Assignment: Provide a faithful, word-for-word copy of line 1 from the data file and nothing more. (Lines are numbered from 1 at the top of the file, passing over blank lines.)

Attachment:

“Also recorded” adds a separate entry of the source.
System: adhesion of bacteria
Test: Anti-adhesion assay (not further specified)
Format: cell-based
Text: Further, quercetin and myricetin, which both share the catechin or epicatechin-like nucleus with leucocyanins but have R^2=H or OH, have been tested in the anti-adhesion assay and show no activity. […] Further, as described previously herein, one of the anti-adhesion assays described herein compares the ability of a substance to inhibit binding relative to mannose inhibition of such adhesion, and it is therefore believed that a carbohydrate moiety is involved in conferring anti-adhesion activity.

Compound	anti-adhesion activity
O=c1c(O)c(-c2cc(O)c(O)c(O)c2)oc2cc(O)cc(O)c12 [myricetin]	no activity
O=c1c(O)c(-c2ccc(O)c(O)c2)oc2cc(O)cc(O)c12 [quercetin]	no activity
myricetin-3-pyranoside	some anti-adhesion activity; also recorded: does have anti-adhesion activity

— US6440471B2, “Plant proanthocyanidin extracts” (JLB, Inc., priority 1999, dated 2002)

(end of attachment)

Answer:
“Also recorded” adds a separate entry of the source.